James Arthur Baldwin (August 2, 1924 – December 1, 1987) was an iconic Black American writer and activist. His works are rated as some of the best poetry books by Black authors, and focus primarily on themes like racial, sexual and social inequality.
His works often feature gay, bisexual, and African American men. This is probably because they face the greatest obstacles in society as they seek acceptance. It is as a poet that Baldwin found his “voice”, although Jimmy’s Blues did not initially get the recognition it deserved.
This new edition re-introduces Jimmy’s Blues amongst others in the collection. It is now recognized for its ruthless honesty and insights into the injustices in society.
Baldwin did not pull his punches, and he gained the respect and admiration of the literary community. Devotees of Baldwin will be delighted to be able to access these lesser-known works by a remarkable poet.
This collection of poetry by Alice Walker is a reflection of her life in beautiful words. Although it is short, there is much to contemplate between the covers of Hard Times Require Furious Dancing.
This book of free verse talks about all the major themes in life. Grief, feminism, spirituality, and searching for love are all featured in a rhythmic flow. Her interest in the relevance of religion in the modern world is certainly thought-provoking.
Something for Everybody
Her take on love poetry is refreshingly different. She does not take it all too seriously and makes it seem playful and humorous. If you are looking for the best love poems by Black poets, this collection might be perfect for you.
Hard Times Require Furious Dancing is very popular poetry book for young adults. Walker’s thoughts are conveyed in an engaging style, and anyone who reads it will find something pertinent to them.
Jason Reynolds created this piece of poetic brilliance that was performed at the unveiling of the Martin Luther King Jr. Memorial, and in honor of Walter Dean Myers. It is an inspiring and moving poem, and this collection is one of the black poetry books ranked as the top. Jason Reynolds’s rallying cry to the young dreamers of the world.
From Rapper to Inspirational Poet
Jason writes for everyone, and he means it! He started writing poetry when he was nine years old after being inspired by rap music. His belief that it is possible for dreams to come true is evidenced by what he has achieved as a young Black poet.
With a successful career as a poet, writer, and teacher, he is an inspiration to young Black Americans as well as all kids no matter who they are. It has not been easy for him, but that has given him drive rather than act as an obstacle.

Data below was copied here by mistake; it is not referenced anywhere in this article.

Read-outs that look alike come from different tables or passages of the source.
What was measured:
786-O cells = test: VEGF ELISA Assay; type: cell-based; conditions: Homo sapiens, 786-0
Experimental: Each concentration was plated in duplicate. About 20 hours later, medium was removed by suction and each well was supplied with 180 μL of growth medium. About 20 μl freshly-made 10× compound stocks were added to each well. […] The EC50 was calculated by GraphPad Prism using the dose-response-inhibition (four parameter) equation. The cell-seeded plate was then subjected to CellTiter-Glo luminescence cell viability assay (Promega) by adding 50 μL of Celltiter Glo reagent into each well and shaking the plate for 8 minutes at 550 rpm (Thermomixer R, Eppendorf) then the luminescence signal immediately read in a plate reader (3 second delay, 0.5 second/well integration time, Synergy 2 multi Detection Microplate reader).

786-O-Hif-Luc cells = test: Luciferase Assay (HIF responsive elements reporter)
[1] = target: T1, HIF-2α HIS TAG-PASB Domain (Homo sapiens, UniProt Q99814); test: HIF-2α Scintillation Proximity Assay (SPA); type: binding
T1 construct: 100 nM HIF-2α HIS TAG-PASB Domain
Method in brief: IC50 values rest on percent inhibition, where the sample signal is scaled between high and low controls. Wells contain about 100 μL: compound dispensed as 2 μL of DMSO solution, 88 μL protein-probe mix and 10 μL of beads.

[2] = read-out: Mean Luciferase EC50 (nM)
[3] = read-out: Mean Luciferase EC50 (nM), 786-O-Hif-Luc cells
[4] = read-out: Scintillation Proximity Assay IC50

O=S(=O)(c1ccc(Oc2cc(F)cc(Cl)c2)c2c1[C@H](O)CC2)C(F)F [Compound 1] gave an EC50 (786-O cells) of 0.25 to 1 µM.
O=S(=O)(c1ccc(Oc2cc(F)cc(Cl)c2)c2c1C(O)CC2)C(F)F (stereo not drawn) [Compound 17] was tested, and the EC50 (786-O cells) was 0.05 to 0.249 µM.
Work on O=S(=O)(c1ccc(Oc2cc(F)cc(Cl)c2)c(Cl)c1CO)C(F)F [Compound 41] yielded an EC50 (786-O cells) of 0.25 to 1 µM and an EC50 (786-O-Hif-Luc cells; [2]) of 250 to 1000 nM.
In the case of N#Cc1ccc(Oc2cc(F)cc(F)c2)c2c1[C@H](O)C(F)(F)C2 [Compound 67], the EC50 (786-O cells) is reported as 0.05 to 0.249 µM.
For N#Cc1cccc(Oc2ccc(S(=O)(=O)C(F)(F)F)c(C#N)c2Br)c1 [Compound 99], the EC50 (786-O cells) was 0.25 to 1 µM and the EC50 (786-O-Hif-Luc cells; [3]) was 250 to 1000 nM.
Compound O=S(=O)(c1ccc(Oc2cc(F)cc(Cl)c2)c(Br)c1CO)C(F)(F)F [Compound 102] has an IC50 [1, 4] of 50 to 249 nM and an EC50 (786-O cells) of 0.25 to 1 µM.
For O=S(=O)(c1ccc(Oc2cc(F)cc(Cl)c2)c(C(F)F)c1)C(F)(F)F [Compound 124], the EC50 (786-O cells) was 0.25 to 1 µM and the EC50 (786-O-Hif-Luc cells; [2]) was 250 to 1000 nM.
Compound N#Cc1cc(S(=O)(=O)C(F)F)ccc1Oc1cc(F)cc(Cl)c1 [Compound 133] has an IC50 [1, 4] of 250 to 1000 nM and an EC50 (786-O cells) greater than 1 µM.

You Have to Have a Dream
For Every One is Jason’s way of telling kids that dreams don’t come true overnight. They require persistence and the ability to stand up and dust yourself down when things get tough. This collection of the best Black poems will make an ideal gift for anyone, young or old, who needs a bit of encouragement to keep dreaming.
Audre Lorde was born in 1934 and she died in 1992. She is remembered as one of the most influential African American writers of her time. She described herself as a “black, lesbian, a mother, a warrior, and a poet,” and she was devoted to fighting against social injustice and prejudice wherever she found it.
Amazing Collection of Poetry
Her outstanding intellect, technical mastery, and powers of expression have made her poems among the best black poetry books of all time. She did everything in her power to stand up for Black women, lesbians, and civil rights. Her words shine with the intensity of her zeal and do not lose any of their beauty despite being forceful.
Lyrical and Moving
This collection of more than three hundred poems is Audre Lorde’s expression of hope for her world, and for all future women of color. One of the best black poetry books collection.
The last entry in our black poetry book reviews is We Speak Your Names. In May 2005, Oprah Winfrey organized three days of celebration to acknowledge the achievements of the African American women who had become role models in society. The celebrated poet, Pearl Cleage compiled a poem to honor those women, and she called it We Speak Your Names.
Remember Those Who Have Suffered
This poem has become a type of chant and a reminder to all Black women what others have endured to help them achieve a quality of life that did not seem possible in the past. It is also a powerful reminder to hold on tight to what has been gained.
We Speak Your Names has been rated as one of the best black poems written in honor of African American women. This poem has been included in a remembrance book that was created to mark the occasion.
Use It, Adapt It, Pass It On…
The poem names women like Maya Angelou, Coretta Scott King, Diahann Carroll, Toni Morrison, Nikki Giovanni, Rosa Parks, Katherine Dunham, and other iconic women who deserve to be remembered.
This is undoubtedly one of the most memorable poetry books, we should all heed her message. She starts her poem with these words: “My sisters, here, there, and everywhere, this poem is for you. Use it, adapt it, pass it on…”
Alissa is an avid reader, blogger, and wannabe writer. (She's a much better cook than a writer actually). Alissa is married, has one human, one feline, and two canine kids. She always looks a mess and never meets a deadline.